Tag Archives: Short Story

In Mon – Fridge Monster

It’s been a few weeks since I posted for InMon and I will say now it might be a while before I can again, but I’m glad to be here this time, and with a story for the prompt “fridge monster”. I hope you enjoy; your comments are welcome either way.

The Fridge

“Jules, could you pass Mummy the butter please?” She’s holding the big knife and sawing away at a loaf of bread on the counter, so she doesn’t look up when she says it. Just asks, like it’s the easiest thing in the world.

And it is, right? All I have to do is walk to the fridge, open the door, grab the butter, close the door, take it to Mummy. Easy. All things I have been able to do for ages. When I was a baby, like my little sister Mary, I couldn’t, but now I’m three and a half, I could do it. Easy, right?

But it’s not easy at all.

See. There’s a light in the fridge. And the light only comes on when you open the door, and then if you look really really carefully when you close the door, you can see it going off again just before it’s shut.

And Mummy says the light is powered by magic, but Miranda at daycare says there’s no such thing as magic and Miranda is five and goes to school, so she knows things.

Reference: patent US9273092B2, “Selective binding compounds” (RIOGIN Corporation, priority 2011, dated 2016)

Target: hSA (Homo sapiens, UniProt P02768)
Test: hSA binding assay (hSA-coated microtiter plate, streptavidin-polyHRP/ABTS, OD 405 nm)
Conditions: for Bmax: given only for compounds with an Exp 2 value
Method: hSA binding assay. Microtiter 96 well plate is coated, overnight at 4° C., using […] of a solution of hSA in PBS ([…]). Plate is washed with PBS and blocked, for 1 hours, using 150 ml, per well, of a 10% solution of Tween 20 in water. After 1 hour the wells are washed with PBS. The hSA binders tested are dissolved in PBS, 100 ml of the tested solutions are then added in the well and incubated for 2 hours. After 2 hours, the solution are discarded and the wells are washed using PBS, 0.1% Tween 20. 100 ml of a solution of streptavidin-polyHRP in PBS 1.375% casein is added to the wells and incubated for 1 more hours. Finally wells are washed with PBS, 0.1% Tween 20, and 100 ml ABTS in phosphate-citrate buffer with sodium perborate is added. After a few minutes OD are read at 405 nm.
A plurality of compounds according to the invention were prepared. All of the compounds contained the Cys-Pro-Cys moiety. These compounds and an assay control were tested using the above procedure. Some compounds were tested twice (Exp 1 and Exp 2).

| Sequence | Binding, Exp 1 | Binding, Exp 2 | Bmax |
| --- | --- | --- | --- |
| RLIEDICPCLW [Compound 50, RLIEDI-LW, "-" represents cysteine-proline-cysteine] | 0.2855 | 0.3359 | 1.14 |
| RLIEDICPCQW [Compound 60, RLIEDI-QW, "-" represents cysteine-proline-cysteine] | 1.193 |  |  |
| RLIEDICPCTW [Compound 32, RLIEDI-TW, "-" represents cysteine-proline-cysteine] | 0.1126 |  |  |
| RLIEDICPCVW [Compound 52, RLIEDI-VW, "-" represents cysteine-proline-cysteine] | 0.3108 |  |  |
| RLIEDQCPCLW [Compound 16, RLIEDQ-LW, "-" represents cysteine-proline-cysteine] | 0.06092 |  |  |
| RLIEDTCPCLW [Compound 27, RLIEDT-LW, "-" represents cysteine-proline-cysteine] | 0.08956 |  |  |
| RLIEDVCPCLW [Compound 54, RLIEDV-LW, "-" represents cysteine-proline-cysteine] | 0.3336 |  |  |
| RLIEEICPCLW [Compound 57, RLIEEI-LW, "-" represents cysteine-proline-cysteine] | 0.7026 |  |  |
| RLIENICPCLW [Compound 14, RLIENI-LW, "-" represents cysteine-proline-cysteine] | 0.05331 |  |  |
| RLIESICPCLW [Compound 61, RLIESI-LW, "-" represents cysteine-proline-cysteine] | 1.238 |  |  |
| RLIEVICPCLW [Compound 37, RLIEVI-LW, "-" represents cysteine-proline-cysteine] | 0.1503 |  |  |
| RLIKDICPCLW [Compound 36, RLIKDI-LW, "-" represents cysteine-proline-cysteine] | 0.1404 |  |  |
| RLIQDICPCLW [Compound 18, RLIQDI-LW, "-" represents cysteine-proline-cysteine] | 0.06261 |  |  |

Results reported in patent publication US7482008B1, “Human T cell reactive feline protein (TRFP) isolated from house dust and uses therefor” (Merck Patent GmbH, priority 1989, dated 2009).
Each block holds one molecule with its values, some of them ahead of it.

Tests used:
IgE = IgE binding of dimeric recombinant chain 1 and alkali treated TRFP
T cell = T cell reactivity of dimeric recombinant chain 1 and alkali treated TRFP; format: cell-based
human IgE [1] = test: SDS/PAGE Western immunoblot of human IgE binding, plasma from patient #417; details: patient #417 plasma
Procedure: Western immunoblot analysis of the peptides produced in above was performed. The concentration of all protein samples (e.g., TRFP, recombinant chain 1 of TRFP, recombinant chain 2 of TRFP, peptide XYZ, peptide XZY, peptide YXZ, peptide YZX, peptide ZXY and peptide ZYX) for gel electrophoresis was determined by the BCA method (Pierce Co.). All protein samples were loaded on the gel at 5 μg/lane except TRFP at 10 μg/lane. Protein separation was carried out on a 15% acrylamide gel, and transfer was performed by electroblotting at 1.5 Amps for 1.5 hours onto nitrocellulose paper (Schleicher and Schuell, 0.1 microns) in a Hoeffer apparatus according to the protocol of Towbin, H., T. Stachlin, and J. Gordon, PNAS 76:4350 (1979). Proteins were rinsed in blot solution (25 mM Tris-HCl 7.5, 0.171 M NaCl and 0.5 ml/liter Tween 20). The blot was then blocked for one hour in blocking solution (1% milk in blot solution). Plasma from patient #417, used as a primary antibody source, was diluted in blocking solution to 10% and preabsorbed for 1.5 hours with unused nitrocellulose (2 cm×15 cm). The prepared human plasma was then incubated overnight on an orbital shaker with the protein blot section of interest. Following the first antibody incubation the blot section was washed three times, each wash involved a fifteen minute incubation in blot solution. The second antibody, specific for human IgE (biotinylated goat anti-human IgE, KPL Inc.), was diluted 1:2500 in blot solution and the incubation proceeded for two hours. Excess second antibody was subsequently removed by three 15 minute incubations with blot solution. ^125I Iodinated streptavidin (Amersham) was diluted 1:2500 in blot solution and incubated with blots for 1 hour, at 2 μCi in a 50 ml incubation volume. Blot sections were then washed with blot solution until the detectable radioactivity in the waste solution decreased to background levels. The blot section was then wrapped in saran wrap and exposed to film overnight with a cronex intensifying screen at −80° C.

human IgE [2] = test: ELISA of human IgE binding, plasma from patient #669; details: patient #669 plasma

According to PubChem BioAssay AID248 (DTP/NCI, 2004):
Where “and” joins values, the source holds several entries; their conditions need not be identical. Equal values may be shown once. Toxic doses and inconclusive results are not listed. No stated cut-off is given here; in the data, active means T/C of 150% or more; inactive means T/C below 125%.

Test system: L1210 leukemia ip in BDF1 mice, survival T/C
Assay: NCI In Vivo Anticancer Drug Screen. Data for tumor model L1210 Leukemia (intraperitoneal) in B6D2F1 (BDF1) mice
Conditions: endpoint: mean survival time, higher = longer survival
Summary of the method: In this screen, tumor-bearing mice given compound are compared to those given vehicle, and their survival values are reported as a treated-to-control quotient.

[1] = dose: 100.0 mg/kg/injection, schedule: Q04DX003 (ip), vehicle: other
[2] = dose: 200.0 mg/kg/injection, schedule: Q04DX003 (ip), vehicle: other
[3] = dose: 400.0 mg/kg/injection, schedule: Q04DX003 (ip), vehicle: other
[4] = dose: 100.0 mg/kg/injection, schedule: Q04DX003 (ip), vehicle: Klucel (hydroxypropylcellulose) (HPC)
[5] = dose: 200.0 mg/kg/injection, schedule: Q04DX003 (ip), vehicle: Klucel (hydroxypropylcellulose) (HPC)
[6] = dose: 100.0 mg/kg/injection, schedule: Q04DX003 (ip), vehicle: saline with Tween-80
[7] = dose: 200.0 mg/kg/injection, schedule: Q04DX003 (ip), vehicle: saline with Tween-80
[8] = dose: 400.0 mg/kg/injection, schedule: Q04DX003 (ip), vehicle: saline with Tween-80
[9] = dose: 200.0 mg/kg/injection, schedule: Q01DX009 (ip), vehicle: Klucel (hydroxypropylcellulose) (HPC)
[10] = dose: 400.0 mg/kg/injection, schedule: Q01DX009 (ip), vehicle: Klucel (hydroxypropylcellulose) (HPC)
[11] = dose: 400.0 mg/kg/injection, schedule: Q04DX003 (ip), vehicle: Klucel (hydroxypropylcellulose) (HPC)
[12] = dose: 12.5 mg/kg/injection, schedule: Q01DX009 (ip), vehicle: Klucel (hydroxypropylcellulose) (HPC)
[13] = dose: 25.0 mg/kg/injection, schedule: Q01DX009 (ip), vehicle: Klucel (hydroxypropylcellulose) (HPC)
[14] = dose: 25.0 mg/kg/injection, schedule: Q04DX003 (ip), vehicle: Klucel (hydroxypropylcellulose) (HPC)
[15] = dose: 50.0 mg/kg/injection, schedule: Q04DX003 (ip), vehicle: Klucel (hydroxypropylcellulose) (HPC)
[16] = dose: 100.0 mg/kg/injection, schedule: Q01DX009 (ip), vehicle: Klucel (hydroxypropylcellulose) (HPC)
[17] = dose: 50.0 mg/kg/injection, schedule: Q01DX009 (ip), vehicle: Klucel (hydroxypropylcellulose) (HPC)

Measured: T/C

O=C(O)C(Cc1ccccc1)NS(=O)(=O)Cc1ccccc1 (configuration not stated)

So if there’s no such thing as magic, who turns the light on and off? And why? Why would the whoever it is only turn it on when I’ve got the door open? Because when the door’s open, there’s light from the kitchen anyway, so the only reason they would turn the light on is to shine it on whoever opens the door. And the only reason they would do that is to decide whether to attack you.

And if they live in the fridge, they must be pretty small, so they probably wouldn’t attack Mummy or Daddy. And Mary’s too small to open the fridge, so they couldn’t reach her. So that leaves me. And the whoever in the fridge hasn’t eaten me yet, so it’s probably pretty hungry.